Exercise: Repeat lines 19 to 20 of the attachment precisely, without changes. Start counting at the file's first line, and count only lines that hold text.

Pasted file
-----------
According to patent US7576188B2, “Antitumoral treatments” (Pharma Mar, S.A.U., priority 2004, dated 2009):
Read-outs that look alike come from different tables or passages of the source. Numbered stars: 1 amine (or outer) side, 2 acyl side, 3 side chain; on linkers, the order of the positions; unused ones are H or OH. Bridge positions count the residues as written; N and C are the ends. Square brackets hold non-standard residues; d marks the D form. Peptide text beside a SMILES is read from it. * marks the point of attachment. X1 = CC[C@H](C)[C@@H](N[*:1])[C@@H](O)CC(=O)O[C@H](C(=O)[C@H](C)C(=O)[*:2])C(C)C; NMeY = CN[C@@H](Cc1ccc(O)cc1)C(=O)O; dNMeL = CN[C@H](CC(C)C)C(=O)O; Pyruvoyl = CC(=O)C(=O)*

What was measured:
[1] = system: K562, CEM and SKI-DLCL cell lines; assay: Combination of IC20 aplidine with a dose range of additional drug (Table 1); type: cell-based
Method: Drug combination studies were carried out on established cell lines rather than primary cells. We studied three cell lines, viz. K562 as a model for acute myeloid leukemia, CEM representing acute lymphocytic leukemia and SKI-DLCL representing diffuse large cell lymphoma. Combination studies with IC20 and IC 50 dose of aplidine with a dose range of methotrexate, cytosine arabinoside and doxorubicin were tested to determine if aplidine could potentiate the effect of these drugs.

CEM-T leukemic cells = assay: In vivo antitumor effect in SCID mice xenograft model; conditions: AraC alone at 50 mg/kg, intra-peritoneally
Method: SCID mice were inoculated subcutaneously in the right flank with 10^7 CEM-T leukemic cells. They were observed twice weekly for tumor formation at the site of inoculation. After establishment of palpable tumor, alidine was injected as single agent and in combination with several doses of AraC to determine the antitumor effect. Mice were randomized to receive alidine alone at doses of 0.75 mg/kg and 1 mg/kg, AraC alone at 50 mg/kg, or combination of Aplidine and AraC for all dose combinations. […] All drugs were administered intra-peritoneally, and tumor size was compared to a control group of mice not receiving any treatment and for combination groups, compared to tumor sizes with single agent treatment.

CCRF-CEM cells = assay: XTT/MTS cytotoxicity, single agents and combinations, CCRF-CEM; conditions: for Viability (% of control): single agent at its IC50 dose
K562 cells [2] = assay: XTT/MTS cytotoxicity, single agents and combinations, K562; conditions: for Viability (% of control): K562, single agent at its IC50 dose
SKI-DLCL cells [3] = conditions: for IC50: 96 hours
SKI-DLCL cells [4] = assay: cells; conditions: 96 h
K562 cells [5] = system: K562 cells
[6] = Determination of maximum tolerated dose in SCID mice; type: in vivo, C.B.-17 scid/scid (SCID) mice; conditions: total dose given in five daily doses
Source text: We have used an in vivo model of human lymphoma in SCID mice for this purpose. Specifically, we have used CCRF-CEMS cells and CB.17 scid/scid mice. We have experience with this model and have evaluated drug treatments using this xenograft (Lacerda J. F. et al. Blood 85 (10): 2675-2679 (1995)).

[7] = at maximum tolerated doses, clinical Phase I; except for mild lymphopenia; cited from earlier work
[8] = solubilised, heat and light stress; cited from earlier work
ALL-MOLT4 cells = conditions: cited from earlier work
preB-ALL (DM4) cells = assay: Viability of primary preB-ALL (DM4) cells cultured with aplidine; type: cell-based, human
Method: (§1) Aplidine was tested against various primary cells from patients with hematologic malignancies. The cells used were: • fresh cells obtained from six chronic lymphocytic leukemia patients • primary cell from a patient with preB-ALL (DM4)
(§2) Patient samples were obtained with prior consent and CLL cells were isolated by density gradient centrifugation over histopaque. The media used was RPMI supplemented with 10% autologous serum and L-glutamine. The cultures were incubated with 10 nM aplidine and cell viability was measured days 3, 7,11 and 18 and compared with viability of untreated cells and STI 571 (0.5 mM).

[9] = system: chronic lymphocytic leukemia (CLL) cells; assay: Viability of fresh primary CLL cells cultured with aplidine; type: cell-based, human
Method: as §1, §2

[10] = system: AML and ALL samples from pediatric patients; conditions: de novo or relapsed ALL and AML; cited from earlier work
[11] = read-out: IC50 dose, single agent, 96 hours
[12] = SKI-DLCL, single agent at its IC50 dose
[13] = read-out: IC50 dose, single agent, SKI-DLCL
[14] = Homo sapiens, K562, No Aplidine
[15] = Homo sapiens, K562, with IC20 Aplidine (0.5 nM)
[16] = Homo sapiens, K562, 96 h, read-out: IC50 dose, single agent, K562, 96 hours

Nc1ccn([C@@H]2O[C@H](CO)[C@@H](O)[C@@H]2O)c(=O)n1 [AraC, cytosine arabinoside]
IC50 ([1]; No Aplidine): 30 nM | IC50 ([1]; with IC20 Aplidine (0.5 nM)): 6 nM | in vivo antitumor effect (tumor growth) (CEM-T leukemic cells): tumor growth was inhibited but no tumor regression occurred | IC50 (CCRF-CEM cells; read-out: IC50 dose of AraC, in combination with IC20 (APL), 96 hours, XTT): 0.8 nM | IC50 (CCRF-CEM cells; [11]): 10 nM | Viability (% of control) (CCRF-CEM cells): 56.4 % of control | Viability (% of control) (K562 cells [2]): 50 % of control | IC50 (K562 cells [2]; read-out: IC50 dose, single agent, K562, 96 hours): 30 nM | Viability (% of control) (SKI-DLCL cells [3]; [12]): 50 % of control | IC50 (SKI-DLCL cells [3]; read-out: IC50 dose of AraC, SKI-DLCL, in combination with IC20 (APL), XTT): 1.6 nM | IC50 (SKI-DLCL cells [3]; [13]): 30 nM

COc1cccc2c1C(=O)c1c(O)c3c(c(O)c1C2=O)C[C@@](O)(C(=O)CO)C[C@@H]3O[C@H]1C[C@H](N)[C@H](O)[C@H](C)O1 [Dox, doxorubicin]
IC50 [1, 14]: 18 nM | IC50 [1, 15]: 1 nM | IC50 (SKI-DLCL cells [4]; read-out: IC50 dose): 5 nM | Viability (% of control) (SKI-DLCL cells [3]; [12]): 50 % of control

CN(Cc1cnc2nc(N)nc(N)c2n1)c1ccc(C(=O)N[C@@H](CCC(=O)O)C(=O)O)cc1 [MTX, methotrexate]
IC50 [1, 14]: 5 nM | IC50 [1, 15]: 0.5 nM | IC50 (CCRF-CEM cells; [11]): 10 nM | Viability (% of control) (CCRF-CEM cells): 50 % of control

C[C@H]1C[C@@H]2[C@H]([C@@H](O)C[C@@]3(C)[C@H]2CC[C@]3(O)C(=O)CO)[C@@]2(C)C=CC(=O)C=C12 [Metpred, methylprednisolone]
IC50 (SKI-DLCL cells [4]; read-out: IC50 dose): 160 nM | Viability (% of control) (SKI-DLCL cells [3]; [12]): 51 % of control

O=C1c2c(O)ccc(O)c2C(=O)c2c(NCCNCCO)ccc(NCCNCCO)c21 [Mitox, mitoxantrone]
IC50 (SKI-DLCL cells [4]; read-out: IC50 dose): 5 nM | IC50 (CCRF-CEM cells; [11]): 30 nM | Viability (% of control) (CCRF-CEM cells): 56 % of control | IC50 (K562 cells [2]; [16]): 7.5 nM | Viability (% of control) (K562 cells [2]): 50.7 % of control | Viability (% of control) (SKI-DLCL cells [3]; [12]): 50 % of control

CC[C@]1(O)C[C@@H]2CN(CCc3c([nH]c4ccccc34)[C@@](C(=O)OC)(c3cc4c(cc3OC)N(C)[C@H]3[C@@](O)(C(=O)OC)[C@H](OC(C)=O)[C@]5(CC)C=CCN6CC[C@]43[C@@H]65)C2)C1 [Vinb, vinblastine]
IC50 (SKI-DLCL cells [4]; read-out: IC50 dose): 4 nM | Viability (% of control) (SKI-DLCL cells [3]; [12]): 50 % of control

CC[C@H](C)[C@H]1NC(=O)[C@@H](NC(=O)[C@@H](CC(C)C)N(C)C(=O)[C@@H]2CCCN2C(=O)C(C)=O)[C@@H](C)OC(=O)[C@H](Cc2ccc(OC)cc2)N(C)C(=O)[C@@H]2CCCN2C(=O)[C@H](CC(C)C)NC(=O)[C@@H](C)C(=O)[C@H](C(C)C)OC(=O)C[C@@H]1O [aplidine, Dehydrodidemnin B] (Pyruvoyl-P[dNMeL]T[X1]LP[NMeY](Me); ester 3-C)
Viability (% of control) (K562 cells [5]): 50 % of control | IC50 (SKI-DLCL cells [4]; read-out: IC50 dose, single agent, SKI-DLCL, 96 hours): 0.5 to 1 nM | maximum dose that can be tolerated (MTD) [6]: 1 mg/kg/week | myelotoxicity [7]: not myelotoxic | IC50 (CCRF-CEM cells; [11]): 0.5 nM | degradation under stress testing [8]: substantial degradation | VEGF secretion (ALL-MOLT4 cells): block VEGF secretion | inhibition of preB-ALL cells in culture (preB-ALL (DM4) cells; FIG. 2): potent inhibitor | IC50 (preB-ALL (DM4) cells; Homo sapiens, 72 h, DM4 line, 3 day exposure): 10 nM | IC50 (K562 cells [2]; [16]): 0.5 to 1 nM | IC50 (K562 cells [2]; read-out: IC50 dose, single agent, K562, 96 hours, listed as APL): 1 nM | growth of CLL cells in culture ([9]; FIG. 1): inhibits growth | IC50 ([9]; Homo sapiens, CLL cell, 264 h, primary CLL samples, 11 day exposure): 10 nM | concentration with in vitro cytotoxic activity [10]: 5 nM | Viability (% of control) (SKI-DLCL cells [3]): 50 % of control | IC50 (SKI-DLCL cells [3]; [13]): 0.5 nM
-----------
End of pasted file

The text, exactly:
Method: (§1) Aplidine was tested against various primary cells from patients with hematologic malignancies. The cells used were: • fresh cells obtained from six chronic lymphocytic leukemia patients • primary cell from a patient with preB-ALL (DM4)
(§2) Patient samples were obtained with prior consent and CLL cells were isolated by density gradient centrifugation over histopaque. The media used was RPMI supplemented with 10% autologous serum and L-glutamine. The cultures were incubated with 10 nM aplidine and cell viability was measured days 3, 7,11 and 18 and compared with viability of untreated cells and STI 571 (0.5 mM).